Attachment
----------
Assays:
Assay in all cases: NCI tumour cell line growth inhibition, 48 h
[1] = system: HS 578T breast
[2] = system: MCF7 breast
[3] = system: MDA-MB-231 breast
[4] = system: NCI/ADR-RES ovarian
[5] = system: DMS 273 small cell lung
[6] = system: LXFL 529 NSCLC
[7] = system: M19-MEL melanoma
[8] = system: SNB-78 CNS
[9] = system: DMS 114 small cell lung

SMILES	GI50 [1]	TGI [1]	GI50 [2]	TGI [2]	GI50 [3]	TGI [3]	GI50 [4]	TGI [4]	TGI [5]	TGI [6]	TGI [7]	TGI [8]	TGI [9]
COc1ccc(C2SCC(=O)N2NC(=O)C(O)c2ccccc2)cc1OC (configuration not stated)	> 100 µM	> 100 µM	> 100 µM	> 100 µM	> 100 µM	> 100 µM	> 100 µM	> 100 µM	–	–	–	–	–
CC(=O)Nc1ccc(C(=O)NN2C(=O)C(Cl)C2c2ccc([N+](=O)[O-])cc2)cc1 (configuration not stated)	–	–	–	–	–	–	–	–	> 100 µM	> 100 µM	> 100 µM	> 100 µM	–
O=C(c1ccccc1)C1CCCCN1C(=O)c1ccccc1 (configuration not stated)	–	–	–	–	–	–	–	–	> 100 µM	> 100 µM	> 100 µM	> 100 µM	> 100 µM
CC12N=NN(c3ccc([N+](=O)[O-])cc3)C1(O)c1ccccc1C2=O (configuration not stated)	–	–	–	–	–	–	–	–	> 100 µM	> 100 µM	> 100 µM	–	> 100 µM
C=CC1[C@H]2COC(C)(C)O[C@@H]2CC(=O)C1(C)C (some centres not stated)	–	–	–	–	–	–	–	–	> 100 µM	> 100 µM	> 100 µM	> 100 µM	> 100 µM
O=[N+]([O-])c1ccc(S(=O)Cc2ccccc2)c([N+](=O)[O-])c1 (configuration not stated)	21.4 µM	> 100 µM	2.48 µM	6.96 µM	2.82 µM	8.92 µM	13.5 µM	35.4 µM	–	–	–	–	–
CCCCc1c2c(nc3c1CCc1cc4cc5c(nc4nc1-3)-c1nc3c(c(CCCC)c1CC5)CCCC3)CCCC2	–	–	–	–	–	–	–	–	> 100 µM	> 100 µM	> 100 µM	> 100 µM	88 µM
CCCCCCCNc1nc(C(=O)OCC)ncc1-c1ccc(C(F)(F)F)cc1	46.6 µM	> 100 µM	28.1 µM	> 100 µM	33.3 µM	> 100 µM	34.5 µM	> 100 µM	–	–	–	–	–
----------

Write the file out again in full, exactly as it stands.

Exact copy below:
Assays:
Assay in all cases: NCI tumour cell line growth inhibition, 48 h
[1] = system: HS 578T breast
[2] = system: MCF7 breast
[3] = system: MDA-MB-231 breast
[4] = system: NCI/ADR-RES ovarian
[5] = system: DMS 273 small cell lung
[6] = system: LXFL 529 NSCLC
[7] = system: M19-MEL melanoma
[8] = system: SNB-78 CNS
[9] = system: DMS 114 small cell lung

SMILES	GI50 [1]	TGI [1]	GI50 [2]	TGI [2]	GI50 [3]	TGI [3]	GI50 [4]	TGI [4]	TGI [5]	TGI [6]	TGI [7]	TGI [8]	TGI [9]
COc1ccc(C2SCC(=O)N2NC(=O)C(O)c2ccccc2)cc1OC (configuration not stated)	> 100 µM	> 100 µM	> 100 µM	> 100 µM	> 100 µM	> 100 µM	> 100 µM	> 100 µM	–	–	–	–	–
CC(=O)Nc1ccc(C(=O)NN2C(=O)C(Cl)C2c2ccc([N+](=O)[O-])cc2)cc1 (configuration not stated)	–	–	–	–	–	–	–	–	> 100 µM	> 100 µM	> 100 µM	> 100 µM	–
O=C(c1ccccc1)C1CCCCN1C(=O)c1ccccc1 (configuration not stated)	–	–	–	–	–	–	–	–	> 100 µM	> 100 µM	> 100 µM	> 100 µM	> 100 µM
CC12N=NN(c3ccc([N+](=O)[O-])cc3)C1(O)c1ccccc1C2=O (configuration not stated)	–	–	–	–	–	–	–	–	> 100 µM	> 100 µM	> 100 µM	–	> 100 µM
C=CC1[C@H]2COC(C)(C)O[C@@H]2CC(=O)C1(C)C (some centres not stated)	–	–	–	–	–	–	–	–	> 100 µM	> 100 µM	> 100 µM	> 100 µM	> 100 µM
O=[N+]([O-])c1ccc(S(=O)Cc2ccccc2)c([N+](=O)[O-])c1 (configuration not stated)	21.4 µM	> 100 µM	2.48 µM	6.96 µM	2.82 µM	8.92 µM	13.5 µM	35.4 µM	–	–	–	–	–
CCCCc1c2c(nc3c1CCc1cc4cc5c(nc4nc1-3)-c1nc3c(c(CCCC)c1CC5)CCCC3)CCCC2	–	–	–	–	–	–	–	–	> 100 µM	> 100 µM	> 100 µM	> 100 µM	88 µM
CCCCCCCNc1nc(C(=O)OCC)ncc1-c1ccc(C(F)(F)F)cc1	46.6 µM	> 100 µM	28.1 µM	> 100 µM	33.3 µM	> 100 µM	34.5 µM	> 100 µM	–	–	–	–	–